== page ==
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The house mafia: the scandal of new builds

‘We don’t just have snags with this house — “snags” suggests issues that are minor,’ says Kelsey Aldritt of her new-build Persimmon house just outside Pembroke, Wales. ‘This house has had major problems from the moment we moved in.’ Kelsey is six months pregnant and the doctor has told her not to get stressed, but

Why is modern architecture so ugly?

In Chesham and Amersham last week, Tory voters punished the government, not only for building on greenfield sites, but for allowing the construction of too many ugly, badly designed buildings. The British public are fed up with modern architecture. Despite polls that prove this time and time again, architects simply ignore people’s views. Indeed, if

The Covid divide: there’s one rule for the elite, another for us

This week was meant to be the moment when we could celebrate the return of freedom. Instead, we’re left still navigating a maze of rules. Couples are working out what a ‘Covid-secure wedding’ means (spoiler: no dancing or hugging). Family reunions — once planned for Christmas, then delayed to Easter — are being pushed back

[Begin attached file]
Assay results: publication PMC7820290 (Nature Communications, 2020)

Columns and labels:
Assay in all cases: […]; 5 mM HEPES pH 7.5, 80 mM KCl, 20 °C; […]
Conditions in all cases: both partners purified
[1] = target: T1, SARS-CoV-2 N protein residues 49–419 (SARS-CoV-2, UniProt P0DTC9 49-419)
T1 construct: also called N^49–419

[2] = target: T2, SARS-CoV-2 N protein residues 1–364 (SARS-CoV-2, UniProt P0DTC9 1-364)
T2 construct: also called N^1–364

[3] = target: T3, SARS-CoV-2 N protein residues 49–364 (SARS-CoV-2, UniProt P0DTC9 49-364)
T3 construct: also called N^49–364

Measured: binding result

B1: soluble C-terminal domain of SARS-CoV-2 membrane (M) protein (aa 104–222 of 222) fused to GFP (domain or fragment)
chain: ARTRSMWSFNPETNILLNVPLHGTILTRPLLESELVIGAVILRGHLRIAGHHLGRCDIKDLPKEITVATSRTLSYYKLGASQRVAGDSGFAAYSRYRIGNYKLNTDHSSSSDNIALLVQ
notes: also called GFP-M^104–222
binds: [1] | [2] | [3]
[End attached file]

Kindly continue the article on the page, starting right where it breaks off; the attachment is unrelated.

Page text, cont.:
Even a robot assistant can’t help you make sense of Japan

Tokyo The late A.A. Gill, in his notorious ‘Mad in Japan’ essay, concluded that the only way you could make sense of Tokyo was to think of it as a vast open-air lunatic asylum, with inmates instead of residents. Gill would have loved Arisa. I don’t think I’ve ever encountered anything more stereotypically Japanese than

Triumph of the Taleban: the unfolding disaster in Afghanistan

There’s an apocryphal story, told and retold by journalists many times over the course of America’s longest war. A Taleban prisoner is sitting, relaxed, across the table from an American interrogator: ‘You may have all the watches,’ the prisoner says, ‘but we have all the time.’ Now, the Taleban’s patience is finally paying off. President

How the Lancet lost our trust

Right from its first issue in 1823, the Lancet was more than just an ordinary medical journal. Its founding editor, the dyspeptic surgeon and coroner Thomas Wakley, purposefully gave the journal the name of a sharp scalpel that could cut away useless, diseased tissue: he used it as a campaigning organ, to push back against

What Sweden’s political crisis says about Europe’s collapsing centre

Uppsala Nooshi Dadgostar is Sweden’s new political star. A young, softly spoken politician with Iranian immigrant parents and an unfinished degree in law, she became the leader of the Vansterpartiet (‘Left party’) late last year — taking over from Jonas Sjöstedt, a bleeding-heart version of Jeremy Corbyn who struggled to shake off the party’s communist

Notes on...

The problem with the Pride flag

Last month, the Pride flag was updated by the Intersex Equality Rights UK campaign group — the simple rainbow was not considered inclusive enough for intersex people. Other pressure groups had already added stripes for black people, brown people, trans people and people with Aids. The Gay Pride flag first flew 43 years ago this